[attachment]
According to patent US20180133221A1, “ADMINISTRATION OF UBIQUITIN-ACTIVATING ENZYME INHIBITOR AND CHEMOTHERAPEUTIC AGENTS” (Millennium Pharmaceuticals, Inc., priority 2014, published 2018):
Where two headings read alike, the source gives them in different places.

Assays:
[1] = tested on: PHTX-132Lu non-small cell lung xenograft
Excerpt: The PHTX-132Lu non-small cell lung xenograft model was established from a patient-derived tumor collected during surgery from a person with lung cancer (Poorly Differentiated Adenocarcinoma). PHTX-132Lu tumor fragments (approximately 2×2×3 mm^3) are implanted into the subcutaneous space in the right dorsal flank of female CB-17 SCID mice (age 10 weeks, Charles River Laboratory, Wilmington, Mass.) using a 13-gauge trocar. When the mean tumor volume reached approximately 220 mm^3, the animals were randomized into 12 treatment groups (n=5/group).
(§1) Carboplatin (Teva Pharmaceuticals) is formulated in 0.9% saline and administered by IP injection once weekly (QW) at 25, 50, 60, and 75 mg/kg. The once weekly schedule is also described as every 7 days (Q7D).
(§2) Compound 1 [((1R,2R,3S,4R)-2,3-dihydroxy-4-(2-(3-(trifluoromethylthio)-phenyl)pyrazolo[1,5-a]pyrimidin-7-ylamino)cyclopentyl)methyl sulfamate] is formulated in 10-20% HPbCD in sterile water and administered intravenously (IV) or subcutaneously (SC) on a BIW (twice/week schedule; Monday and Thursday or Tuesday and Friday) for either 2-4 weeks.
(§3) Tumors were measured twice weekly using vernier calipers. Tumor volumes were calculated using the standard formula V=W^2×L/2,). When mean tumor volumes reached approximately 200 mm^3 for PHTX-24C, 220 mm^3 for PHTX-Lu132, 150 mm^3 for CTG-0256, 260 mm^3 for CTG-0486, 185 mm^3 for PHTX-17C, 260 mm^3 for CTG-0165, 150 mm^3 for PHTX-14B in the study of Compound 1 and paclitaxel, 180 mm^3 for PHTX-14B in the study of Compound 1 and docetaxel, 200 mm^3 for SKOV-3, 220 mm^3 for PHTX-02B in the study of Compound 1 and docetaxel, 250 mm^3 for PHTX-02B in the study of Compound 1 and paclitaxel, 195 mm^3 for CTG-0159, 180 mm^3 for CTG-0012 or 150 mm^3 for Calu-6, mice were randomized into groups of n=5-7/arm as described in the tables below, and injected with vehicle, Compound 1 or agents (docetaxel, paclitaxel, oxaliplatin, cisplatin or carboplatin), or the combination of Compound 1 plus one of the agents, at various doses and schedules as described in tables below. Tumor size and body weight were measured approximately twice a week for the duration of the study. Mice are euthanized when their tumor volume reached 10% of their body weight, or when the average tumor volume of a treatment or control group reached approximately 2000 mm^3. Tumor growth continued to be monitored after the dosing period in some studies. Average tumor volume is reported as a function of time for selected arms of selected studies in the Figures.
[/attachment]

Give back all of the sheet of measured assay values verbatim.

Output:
According to patent US20180133221A1, “ADMINISTRATION OF UBIQUITIN-ACTIVATING ENZYME INHIBITOR AND CHEMOTHERAPEUTIC AGENTS” (Millennium Pharmaceuticals, Inc., priority 2014, published 2018):
Where two headings read alike, the source gives them in different places.

Assays:
[1] = tested on: PHTX-132Lu non-small cell lung xenograft
Excerpt: The PHTX-132Lu non-small cell lung xenograft model was established from a patient-derived tumor collected during surgery from a person with lung cancer (Poorly Differentiated Adenocarcinoma). PHTX-132Lu tumor fragments (approximately 2×2×3 mm^3) are implanted into the subcutaneous space in the right dorsal flank of female CB-17 SCID mice (age 10 weeks, Charles River Laboratory, Wilmington, Mass.) using a 13-gauge trocar. When the mean tumor volume reached approximately 220 mm^3, the animals were randomized into 12 treatment groups (n=5/group).
(§1) Carboplatin (Teva Pharmaceuticals) is formulated in 0.9% saline and administered by IP injection once weekly (QW) at 25, 50, 60, and 75 mg/kg. The once weekly schedule is also described as every 7 days (Q7D).
(§2) Compound 1 [((1R,2R,3S,4R)-2,3-dihydroxy-4-(2-(3-(trifluoromethylthio)-phenyl)pyrazolo[1,5-a]pyrimidin-7-ylamino)cyclopentyl)methyl sulfamate] is formulated in 10-20% HPbCD in sterile water and administered intravenously (IV) or subcutaneously (SC) on a BIW (twice/week schedule; Monday and Thursday or Tuesday and Friday) for either 2-4 weeks.
(§3) Tumors were measured twice weekly using vernier calipers. Tumor volumes were calculated using the standard formula V=W^2×L/2,). When mean tumor volumes reached approximately 200 mm^3 for PHTX-24C, 220 mm^3 for PHTX-Lu132, 150 mm^3 for CTG-0256, 260 mm^3 for CTG-0486, 185 mm^3 for PHTX-17C, 260 mm^3 for CTG-0165, 150 mm^3 for PHTX-14B in the study of Compound 1 and paclitaxel, 180 mm^3 for PHTX-14B in the study of Compound 1 and docetaxel, 200 mm^3 for SKOV-3, 220 mm^3 for PHTX-02B in the study of Compound 1 and docetaxel, 250 mm^3 for PHTX-02B in the study of Compound 1 and paclitaxel, 195 mm^3 for CTG-0159, 180 mm^3 for CTG-0012 or 150 mm^3 for Calu-6, mice were randomized into groups of n=5-7/arm as described in the tables below, and injected with vehicle, Compound 1 or agents (docetaxel, paclitaxel, oxaliplatin, cisplatin or carboplatin), or the combination of Compound 1 plus one of the agents, at various doses and schedules as described in tables below. Tumor size and body weight were measured approximately twice a week for the duration of the study. Mice are euthanized when their tumor volume reached 10% of their body weight, or when the average tumor volume of a treatment or control group reached approximately 2000 mm^3. Tumor growth continued to be monitored after the dosing period in some studies. Average tumor volume is reported as a function of time for selected arms of selected studies in the Figures.